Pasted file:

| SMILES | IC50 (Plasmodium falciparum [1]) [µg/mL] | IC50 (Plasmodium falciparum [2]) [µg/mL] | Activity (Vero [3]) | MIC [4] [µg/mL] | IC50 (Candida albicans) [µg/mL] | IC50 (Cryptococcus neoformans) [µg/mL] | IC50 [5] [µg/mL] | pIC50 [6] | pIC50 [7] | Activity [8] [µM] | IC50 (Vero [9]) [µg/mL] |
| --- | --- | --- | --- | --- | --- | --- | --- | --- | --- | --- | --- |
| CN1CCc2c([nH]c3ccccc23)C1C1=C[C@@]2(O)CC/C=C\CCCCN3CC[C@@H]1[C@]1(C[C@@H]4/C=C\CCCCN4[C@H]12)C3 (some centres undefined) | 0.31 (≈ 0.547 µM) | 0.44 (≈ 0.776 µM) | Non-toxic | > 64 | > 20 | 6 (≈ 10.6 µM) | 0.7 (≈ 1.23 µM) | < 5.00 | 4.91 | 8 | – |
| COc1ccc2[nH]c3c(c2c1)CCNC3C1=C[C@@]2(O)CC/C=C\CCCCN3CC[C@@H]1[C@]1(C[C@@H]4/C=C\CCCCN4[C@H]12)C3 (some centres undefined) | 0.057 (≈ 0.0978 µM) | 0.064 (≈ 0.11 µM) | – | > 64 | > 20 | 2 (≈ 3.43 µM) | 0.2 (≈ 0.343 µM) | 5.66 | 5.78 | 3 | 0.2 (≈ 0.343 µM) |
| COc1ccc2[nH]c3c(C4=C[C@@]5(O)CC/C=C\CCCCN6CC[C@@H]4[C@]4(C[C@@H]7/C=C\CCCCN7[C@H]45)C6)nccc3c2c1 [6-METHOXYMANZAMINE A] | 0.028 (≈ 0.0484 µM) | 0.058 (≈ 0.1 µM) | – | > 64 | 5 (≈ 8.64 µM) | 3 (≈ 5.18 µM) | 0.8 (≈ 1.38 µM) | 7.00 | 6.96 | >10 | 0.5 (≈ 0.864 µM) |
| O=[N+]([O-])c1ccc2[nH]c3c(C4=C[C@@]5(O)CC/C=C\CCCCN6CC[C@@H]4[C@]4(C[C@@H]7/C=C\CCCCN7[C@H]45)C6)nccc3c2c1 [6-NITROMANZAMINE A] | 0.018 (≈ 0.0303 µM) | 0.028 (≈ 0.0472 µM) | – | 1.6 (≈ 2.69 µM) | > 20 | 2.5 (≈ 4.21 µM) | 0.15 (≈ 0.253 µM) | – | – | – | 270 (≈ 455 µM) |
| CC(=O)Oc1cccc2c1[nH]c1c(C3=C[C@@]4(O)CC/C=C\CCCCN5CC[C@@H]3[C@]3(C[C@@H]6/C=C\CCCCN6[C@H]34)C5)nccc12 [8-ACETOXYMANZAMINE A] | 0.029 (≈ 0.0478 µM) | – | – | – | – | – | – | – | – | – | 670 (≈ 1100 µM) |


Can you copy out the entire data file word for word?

| SMILES | IC50 (Plasmodium falciparum [1]) [µg/mL] | IC50 (Plasmodium falciparum [2]) [µg/mL] | Activity (Vero [3]) | MIC [4] [µg/mL] | IC50 (Candida albicans) [µg/mL] | IC50 (Cryptococcus neoformans) [µg/mL] | IC50 [5] [µg/mL] | pIC50 [6] | pIC50 [7] | Activity [8] [µM] | IC50 (Vero [9]) [µg/mL] |
| --- | --- | --- | --- | --- | --- | --- | --- | --- | --- | --- | --- |
| CN1CCc2c([nH]c3ccccc23)C1C1=C[C@@]2(O)CC/C=C\CCCCN3CC[C@@H]1[C@]1(C[C@@H]4/C=C\CCCCN4[C@H]12)C3 (some centres undefined) | 0.31 (≈ 0.547 µM) | 0.44 (≈ 0.776 µM) | Non-toxic | > 64 | > 20 | 6 (≈ 10.6 µM) | 0.7 (≈ 1.23 µM) | < 5.00 | 4.91 | 8 | – |
| COc1ccc2[nH]c3c(c2c1)CCNC3C1=C[C@@]2(O)CC/C=C\CCCCN3CC[C@@H]1[C@]1(C[C@@H]4/C=C\CCCCN4[C@H]12)C3 (some centres undefined) | 0.057 (≈ 0.0978 µM) | 0.064 (≈ 0.11 µM) | – | > 64 | > 20 | 2 (≈ 3.43 µM) | 0.2 (≈ 0.343 µM) | 5.66 | 5.78 | 3 | 0.2 (≈ 0.343 µM) |
| COc1ccc2[nH]c3c(C4=C[C@@]5(O)CC/C=C\CCCCN6CC[C@@H]4[C@]4(C[C@@H]7/C=C\CCCCN7[C@H]45)C6)nccc3c2c1 [6-METHOXYMANZAMINE A] | 0.028 (≈ 0.0484 µM) | 0.058 (≈ 0.1 µM) | – | > 64 | 5 (≈ 8.64 µM) | 3 (≈ 5.18 µM) | 0.8 (≈ 1.38 µM) | 7.00 | 6.96 | >10 | 0.5 (≈ 0.864 µM) |
| O=[N+]([O-])c1ccc2[nH]c3c(C4=C[C@@]5(O)CC/C=C\CCCCN6CC[C@@H]4[C@]4(C[C@@H]7/C=C\CCCCN7[C@H]45)C6)nccc3c2c1 [6-NITROMANZAMINE A] | 0.018 (≈ 0.0303 µM) | 0.028 (≈ 0.0472 µM) | – | 1.6 (≈ 2.69 µM) | > 20 | 2.5 (≈ 4.21 µM) | 0.15 (≈ 0.253 µM) | – | – | – | 270 (≈ 455 µM) |
| CC(=O)Oc1cccc2c1[nH]c1c(C3=C[C@@]4(O)CC/C=C\CCCCN5CC[C@@H]3[C@]3(C[C@@H]6/C=C\CCCCN6[C@H]34)C5)nccc12 [8-ACETOXYMANZAMINE A] | 0.029 (≈ 0.0478 µM) | – | – | – | – | – | – | – | – | – | 670 (≈ 1100 µM) |